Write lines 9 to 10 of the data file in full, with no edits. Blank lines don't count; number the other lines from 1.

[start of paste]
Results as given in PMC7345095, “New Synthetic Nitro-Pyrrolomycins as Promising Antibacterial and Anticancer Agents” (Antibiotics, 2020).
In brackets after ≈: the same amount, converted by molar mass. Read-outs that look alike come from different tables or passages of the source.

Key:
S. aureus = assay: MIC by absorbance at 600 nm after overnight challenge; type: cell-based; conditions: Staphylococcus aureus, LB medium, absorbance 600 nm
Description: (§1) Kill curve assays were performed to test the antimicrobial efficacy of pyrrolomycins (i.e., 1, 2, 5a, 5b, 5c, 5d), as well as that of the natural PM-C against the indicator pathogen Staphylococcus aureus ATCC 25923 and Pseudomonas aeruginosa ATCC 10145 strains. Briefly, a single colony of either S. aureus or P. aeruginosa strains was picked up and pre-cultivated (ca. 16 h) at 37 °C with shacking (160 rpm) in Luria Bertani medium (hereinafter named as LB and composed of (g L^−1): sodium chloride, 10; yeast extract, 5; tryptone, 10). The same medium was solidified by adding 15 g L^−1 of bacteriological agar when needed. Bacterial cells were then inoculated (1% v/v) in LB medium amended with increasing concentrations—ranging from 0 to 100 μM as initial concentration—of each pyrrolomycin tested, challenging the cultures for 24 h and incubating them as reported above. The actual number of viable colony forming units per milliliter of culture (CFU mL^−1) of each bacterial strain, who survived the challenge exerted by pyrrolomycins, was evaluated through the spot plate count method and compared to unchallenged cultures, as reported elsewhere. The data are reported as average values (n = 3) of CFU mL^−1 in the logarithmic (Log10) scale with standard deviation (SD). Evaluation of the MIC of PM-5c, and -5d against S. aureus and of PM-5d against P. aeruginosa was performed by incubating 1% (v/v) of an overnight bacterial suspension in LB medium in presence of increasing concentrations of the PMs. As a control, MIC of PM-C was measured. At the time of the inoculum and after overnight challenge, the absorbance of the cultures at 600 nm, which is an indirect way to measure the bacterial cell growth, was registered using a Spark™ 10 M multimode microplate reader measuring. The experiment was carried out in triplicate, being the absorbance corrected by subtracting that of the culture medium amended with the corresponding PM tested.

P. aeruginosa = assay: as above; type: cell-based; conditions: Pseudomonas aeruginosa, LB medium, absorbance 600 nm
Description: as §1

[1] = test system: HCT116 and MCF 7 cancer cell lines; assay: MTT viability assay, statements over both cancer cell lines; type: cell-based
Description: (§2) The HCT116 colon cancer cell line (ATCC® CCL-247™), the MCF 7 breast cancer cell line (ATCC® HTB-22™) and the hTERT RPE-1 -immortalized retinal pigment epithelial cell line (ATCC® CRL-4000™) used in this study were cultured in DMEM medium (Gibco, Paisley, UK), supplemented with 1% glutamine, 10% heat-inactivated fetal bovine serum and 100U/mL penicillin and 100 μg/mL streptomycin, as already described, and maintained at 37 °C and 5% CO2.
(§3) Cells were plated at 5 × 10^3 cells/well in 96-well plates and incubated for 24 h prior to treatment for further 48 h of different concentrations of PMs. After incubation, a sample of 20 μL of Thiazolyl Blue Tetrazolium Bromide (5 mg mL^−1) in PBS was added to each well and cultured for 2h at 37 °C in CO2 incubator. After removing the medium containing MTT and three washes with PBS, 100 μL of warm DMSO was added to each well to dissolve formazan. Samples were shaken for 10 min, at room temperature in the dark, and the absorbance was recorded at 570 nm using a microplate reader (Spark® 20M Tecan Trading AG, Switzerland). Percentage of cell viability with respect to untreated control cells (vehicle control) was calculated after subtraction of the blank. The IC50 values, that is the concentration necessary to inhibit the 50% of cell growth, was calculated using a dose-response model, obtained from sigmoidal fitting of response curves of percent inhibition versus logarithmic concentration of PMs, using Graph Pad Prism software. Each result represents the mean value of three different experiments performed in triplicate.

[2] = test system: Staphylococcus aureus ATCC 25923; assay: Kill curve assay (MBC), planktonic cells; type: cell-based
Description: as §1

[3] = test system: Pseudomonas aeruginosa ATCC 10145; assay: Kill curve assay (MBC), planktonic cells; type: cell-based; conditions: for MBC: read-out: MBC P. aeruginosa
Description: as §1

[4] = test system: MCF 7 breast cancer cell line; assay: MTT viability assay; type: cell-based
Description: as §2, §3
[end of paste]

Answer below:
Description: (§2) The HCT116 colon cancer cell line (ATCC® CCL-247™), the MCF 7 breast cancer cell line (ATCC® HTB-22™) and the hTERT RPE-1 -immortalized retinal pigment epithelial cell line (ATCC® CRL-4000™) used in this study were cultured in DMEM medium (Gibco, Paisley, UK), supplemented with 1% glutamine, 10% heat-inactivated fetal bovine serum and 100U/mL penicillin and 100 μg/mL streptomycin, as already described, and maintained at 37 °C and 5% CO2.
(§3) Cells were plated at 5 × 10^3 cells/well in 96-well plates and incubated for 24 h prior to treatment for further 48 h of different concentrations of PMs. After incubation, a sample of 20 μL of Thiazolyl Blue Tetrazolium Bromide (5 mg mL^−1) in PBS was added to each well and cultured for 2h at 37 °C in CO2 incubator. After removing the medium containing MTT and three washes with PBS, 100 μL of warm DMSO was added to each well to dissolve formazan. Samples were shaken for 10 min, at room temperature in the dark, and the absorbance was recorded at 570 nm using a microplate reader (Spark® 20M Tecan Trading AG, Switzerland). Percentage of cell viability with respect to untreated control cells (vehicle control) was calculated after subtraction of the blank. The IC50 values, that is the concentration necessary to inhibit the 50% of cell growth, was calculated using a dose-response model, obtained from sigmoidal fitting of response curves of percent inhibition versus logarithmic concentration of PMs, using Graph Pad Prism software. Each result represents the mean value of three different experiments performed in triplicate.